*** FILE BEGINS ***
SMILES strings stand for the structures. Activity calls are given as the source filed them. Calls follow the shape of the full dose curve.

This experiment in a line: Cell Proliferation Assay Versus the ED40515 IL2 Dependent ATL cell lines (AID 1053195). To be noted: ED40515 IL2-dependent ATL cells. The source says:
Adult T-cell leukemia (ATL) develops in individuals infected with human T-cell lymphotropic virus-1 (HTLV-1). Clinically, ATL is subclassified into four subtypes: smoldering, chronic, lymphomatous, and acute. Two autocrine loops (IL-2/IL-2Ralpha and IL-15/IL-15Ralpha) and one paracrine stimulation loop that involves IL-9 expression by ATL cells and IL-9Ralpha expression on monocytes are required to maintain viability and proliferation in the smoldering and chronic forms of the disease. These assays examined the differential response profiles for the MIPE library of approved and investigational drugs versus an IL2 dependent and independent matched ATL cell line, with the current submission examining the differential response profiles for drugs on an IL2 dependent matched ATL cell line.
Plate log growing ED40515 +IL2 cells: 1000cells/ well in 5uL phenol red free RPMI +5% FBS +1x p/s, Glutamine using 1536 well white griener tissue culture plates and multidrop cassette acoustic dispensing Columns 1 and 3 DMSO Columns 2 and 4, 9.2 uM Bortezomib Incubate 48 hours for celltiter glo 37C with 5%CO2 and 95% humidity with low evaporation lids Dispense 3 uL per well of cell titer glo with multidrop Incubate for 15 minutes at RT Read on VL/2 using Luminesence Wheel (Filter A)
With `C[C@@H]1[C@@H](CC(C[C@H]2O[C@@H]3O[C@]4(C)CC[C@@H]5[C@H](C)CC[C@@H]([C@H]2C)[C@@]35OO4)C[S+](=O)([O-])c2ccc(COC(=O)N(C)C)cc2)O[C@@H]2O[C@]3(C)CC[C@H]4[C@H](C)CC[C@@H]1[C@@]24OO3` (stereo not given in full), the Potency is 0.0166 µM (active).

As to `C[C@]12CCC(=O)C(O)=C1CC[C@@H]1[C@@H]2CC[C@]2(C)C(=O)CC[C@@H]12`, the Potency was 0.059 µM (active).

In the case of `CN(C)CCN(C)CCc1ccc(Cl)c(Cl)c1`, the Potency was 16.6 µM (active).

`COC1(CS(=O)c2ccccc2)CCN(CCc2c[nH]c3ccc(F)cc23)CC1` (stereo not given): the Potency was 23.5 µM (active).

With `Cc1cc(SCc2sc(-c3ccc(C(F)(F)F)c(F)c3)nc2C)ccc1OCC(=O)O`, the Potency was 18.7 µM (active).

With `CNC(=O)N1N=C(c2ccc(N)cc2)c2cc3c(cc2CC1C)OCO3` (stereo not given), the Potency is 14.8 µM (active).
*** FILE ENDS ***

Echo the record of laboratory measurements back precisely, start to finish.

SMILES strings stand for the structures. Activity calls are given as the source filed them. Calls follow the shape of the full dose curve.

This experiment in a line: Cell Proliferation Assay Versus the ED40515 IL2 Dependent ATL cell lines (AID 1053195). To be noted: ED40515 IL2-dependent ATL cells. The source says:
Adult T-cell leukemia (ATL) develops in individuals infected with human T-cell lymphotropic virus-1 (HTLV-1). Clinically, ATL is subclassified into four subtypes: smoldering, chronic, lymphomatous, and acute. Two autocrine loops (IL-2/IL-2Ralpha and IL-15/IL-15Ralpha) and one paracrine stimulation loop that involves IL-9 expression by ATL cells and IL-9Ralpha expression on monocytes are required to maintain viability and proliferation in the smoldering and chronic forms of the disease. These assays examined the differential response profiles for the MIPE library of approved and investigational drugs versus an IL2 dependent and independent matched ATL cell line, with the current submission examining the differential response profiles for drugs on an IL2 dependent matched ATL cell line.
Plate log growing ED40515 +IL2 cells: 1000cells/ well in 5uL phenol red free RPMI +5% FBS +1x p/s, Glutamine using 1536 well white griener tissue culture plates and multidrop cassette acoustic dispensing Columns 1 and 3 DMSO Columns 2 and 4, 9.2 uM Bortezomib Incubate 48 hours for celltiter glo 37C with 5%CO2 and 95% humidity with low evaporation lids Dispense 3 uL per well of cell titer glo with multidrop Incubate for 15 minutes at RT Read on VL/2 using Luminesence Wheel (Filter A)
With `C[C@@H]1[C@@H](CC(C[C@H]2O[C@@H]3O[C@]4(C)CC[C@@H]5[C@H](C)CC[C@@H]([C@H]2C)[C@@]35OO4)C[S+](=O)([O-])c2ccc(COC(=O)N(C)C)cc2)O[C@@H]2O[C@]3(C)CC[C@H]4[C@H](C)CC[C@@H]1[C@@]24OO3` (stereo not given in full), the Potency is 0.0166 µM (active).

As to `C[C@]12CCC(=O)C(O)=C1CC[C@@H]1[C@@H]2CC[C@]2(C)C(=O)CC[C@@H]12`, the Potency was 0.059 µM (active).

In the case of `CN(C)CCN(C)CCc1ccc(Cl)c(Cl)c1`, the Potency was 16.6 µM (active).

`COC1(CS(=O)c2ccccc2)CCN(CCc2c[nH]c3ccc(F)cc23)CC1` (stereo not given): the Potency was 23.5 µM (active).

With `Cc1cc(SCc2sc(-c3ccc(C(F)(F)F)c(F)c3)nc2C)ccc1OCC(=O)O`, the Potency was 18.7 µM (active).

With `CNC(=O)N1N=C(c2ccc(N)cc2)c2cc3c(cc2CC1C)OCO3` (stereo not given), the Potency is 14.8 µM (active).